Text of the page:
I first encountered Tan's work in The Arrival, a wordless and gorgeous graphic novel on one man's journey across a turbulent and fantastical world to find a better life for his family. Echoing aspects of the immigrant experience, the story takes some inspiration from Tan's parents (his father came to Australia from Malaysia in 1960 to study architecture) as well as the greater and little known history of early Chinese living in the then remote areas of Western Australia.
The Lost Thing continues similar themes of belonging and "stranger in a strange land," as a boy discovers an odd-looking creature at the beach and attempts to find a home for it, only to meet with indifference from those around him.
Speaking of immigrants, stories often focus on the parents' struggles, but those struggles are almost always for their children. On that note, a shout-out to PS 22, the amazing kids from the largest elementary school in Staten Island, who closed down the Oscars with their delivery of "Somewhere Over the Rainbow." For those unfamiliar with the story, these kids -- coming from a wide cross-section of ethnic and socioeconomic backgrounds -- and their hard-working music teacher have become internet sensations, singing renditions of popular songs and performing with artists such as Passion Pit, Queen Latifah and Kylie Minogue.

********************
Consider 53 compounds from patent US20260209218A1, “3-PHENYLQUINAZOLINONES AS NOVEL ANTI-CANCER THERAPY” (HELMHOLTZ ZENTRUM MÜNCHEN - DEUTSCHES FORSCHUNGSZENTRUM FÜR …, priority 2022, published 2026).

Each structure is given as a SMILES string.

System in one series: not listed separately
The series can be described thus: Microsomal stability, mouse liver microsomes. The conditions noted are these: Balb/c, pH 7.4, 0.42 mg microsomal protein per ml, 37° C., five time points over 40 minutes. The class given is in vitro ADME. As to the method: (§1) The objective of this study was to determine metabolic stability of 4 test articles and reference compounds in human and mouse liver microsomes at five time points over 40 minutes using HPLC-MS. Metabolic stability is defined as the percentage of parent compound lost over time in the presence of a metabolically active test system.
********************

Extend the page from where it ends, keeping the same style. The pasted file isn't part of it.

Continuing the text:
Check out their spirited rendition of Katy Perry's "Firework," as well as their awesome jam session with Matisyahu ("One Fine Day") and acoustic version of Fleetwood Mac's "Landslide" ("Children get older, I'm getting older too"). If the last one doesn't make you a little teary, you must have a heart of tin (which is, incidentally, the metal alloy making up the bulk of the Oscar statuette).